Do you know how to hack into a Twitter account? Someone figured it out and posted on Paul Pierce’s account, which set off a media frenzy. An earlier Obama Twitter hack posed questions about the overall micro-blogging site’s users’ ability to secure accounts.
Obama Twitter Hack by Hacker Croll (allegedly)
Agence France-Presse reported in March that a Frenchman is allegedly linked to the Obama Twitter hack, which curiously did not result in strong comments by the White House. It is noteworthy that the supposed hacker is not said to be a particularly gifted computer expert, but instead relied on guesswork to ferret out passwords and answers to security questions.
Paul Pierce: Talking Trash or Hacked?
When the Celtics beat the Magic, Paul Pierce’s Twitter account featured a tweet that read ‘Anybody got a BROOM?‘ Was he trash-talking? The Boston.com site suggests that Paul Pierce fell victim to a hacker who left the taunting message. Some fans are arguing that perhaps Pierce got swept up in the moment and did indeed make the tweet, but thought better of it later on.
This of course highlights the danger of a hack: Twitter account followers do not know if a post is indeed a genuine tweet or a prank. More far-reaching is the effect on posterity; since the Library of Congress acquired the Twitter archive, it is anyone’s guess how many fake tweets are contained therein and now cloud the archive’s authenticity.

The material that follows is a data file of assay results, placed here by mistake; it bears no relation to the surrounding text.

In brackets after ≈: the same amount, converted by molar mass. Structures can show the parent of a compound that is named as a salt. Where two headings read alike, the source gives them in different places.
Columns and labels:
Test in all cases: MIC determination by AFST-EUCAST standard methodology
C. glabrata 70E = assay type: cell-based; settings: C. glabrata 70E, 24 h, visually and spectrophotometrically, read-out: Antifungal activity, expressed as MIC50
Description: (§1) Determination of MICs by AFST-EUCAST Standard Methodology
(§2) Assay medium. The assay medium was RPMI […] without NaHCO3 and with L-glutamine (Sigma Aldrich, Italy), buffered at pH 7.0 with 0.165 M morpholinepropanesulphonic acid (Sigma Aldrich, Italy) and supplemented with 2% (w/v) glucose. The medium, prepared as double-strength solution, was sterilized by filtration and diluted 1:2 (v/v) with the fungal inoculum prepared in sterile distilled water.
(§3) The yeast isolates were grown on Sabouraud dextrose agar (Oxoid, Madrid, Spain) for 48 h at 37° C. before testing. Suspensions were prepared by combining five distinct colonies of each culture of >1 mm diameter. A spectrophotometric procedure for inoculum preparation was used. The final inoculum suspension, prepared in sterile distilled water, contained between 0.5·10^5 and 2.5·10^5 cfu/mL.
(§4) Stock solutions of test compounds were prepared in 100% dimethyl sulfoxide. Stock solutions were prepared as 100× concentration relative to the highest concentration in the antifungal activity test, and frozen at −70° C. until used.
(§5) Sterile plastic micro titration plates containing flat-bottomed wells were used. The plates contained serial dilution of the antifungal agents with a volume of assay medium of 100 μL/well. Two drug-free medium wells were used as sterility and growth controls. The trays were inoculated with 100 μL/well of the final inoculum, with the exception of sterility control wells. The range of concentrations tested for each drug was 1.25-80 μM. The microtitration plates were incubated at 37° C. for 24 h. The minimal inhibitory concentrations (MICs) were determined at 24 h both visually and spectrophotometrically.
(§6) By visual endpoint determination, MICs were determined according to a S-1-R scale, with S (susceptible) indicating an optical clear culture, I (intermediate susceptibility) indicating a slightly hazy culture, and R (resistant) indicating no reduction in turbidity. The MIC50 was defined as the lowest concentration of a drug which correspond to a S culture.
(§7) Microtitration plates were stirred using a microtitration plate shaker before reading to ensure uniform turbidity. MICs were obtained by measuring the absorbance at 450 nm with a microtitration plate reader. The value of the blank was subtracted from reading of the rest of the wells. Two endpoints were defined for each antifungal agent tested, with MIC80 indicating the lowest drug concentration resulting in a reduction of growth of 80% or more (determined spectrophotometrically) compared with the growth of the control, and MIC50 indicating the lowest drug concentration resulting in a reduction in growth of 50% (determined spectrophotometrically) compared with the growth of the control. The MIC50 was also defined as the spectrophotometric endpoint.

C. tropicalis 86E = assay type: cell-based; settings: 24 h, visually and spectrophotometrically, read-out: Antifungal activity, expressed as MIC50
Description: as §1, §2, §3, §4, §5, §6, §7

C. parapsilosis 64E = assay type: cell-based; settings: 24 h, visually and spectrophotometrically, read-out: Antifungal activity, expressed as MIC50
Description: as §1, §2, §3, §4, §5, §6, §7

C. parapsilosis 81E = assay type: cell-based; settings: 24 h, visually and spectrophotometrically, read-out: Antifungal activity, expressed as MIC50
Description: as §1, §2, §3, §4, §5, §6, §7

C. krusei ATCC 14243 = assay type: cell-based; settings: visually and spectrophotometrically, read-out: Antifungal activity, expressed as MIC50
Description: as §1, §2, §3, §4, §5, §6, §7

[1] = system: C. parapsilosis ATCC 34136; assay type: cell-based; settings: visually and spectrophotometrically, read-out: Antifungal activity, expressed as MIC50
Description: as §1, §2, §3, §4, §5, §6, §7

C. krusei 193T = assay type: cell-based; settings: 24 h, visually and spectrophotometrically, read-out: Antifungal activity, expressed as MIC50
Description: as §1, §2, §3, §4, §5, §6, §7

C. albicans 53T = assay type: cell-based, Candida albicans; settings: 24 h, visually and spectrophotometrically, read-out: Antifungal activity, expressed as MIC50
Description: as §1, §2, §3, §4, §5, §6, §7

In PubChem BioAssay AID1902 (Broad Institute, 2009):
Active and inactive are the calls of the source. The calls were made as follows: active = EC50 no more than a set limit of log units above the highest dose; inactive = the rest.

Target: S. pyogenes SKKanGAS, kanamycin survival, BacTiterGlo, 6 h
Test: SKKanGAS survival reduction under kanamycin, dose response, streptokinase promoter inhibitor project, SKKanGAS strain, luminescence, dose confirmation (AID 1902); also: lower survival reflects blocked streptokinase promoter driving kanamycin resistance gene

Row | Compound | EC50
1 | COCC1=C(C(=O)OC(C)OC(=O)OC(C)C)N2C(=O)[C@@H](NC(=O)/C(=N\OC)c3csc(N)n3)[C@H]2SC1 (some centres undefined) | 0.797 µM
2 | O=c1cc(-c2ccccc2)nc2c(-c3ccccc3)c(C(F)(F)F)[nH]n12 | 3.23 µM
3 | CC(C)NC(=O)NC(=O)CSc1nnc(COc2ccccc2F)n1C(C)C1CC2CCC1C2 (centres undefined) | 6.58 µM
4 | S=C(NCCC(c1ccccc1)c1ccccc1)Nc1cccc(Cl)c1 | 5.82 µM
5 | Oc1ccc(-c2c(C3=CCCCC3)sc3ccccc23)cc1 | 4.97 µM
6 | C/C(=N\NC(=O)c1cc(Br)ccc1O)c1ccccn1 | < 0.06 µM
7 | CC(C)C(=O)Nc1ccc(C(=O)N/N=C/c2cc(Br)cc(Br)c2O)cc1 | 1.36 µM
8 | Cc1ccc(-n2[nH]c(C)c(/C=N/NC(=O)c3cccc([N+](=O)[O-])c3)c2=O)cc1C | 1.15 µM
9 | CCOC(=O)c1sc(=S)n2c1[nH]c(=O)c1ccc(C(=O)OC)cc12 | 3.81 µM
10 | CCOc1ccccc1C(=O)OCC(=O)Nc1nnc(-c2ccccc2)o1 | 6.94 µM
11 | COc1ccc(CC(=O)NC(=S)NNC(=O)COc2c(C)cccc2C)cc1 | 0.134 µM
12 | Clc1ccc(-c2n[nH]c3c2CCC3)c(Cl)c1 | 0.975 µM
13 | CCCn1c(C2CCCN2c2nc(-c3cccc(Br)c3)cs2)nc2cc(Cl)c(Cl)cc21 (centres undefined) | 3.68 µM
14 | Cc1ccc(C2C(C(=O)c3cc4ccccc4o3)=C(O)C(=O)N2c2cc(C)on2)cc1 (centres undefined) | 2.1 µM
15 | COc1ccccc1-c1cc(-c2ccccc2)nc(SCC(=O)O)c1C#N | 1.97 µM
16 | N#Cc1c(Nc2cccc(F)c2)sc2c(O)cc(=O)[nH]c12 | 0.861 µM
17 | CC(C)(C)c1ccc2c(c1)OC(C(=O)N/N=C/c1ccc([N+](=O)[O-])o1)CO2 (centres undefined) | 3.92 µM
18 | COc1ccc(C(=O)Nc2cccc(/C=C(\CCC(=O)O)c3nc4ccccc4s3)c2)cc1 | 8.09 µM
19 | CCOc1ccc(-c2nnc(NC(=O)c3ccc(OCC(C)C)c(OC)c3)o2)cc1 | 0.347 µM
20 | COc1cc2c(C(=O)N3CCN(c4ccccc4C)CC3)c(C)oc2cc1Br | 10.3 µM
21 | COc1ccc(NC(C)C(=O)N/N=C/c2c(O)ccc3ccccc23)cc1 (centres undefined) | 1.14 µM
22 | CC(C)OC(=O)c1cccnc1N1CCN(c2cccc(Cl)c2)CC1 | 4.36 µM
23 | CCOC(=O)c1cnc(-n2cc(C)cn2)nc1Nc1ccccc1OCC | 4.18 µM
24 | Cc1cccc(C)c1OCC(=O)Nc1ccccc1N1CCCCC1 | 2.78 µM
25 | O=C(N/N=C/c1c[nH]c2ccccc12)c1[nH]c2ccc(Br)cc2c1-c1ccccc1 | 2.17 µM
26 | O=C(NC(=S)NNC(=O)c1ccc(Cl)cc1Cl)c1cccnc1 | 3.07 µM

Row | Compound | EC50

When Someone Knows How to Hack Into a Twitter Account…
Twitter alerts micro bloggers to keep an eye out for surprising tweets originating from their accounts. The same holds true for direct messages that the account owner does not remember sending. A telltale sign that a Twitter account may have been compromised is a blogger’s inability to log in, even though the user did not reset the log-in access.
If you suspect that someone has found out how to hack into a Twitter account belonging to you or your business, it is imperative to access the account – if possible – and reset the password. Revoke third-party connections and only re-establish those from trusted applications. This points to two signs of vulnerability on the micro blogging site: third party apps and user-controlled passwords.
The alleged Obama Twitter hack perpetrator exemplifies the hacker who merely guesses his way around. The average Twitter account user is likely to not expend a great deal of time and effort on security and likely has passwords that are similar when logging into third-party applications. Learning how to hack Twitter account holders (such as these) is therefore not a big challenge to the average ne’er-do-well.